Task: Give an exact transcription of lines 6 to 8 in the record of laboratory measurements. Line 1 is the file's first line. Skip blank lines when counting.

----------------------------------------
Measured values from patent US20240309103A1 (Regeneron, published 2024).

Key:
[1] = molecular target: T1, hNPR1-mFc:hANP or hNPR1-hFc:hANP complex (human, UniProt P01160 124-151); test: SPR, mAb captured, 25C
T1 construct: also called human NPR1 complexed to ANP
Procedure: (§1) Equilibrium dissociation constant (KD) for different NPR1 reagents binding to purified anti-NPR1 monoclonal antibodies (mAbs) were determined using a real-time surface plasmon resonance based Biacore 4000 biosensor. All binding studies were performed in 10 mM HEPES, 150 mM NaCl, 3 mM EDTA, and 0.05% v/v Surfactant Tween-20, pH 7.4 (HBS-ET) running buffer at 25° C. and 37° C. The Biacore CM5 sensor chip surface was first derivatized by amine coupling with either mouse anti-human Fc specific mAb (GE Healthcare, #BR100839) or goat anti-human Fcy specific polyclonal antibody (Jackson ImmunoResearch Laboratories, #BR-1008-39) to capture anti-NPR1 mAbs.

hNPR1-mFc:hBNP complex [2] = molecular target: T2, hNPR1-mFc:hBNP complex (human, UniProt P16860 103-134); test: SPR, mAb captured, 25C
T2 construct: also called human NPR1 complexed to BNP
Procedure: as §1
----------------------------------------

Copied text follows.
hNPR1-mFc:hBNP complex [2] = molecular target: T2, hNPR1-mFc:hBNP complex (human, UniProt P16860 103-134); test: SPR, mAb captured, 25C
T2 construct: also called human NPR1 complexed to BNP
Procedure: as §1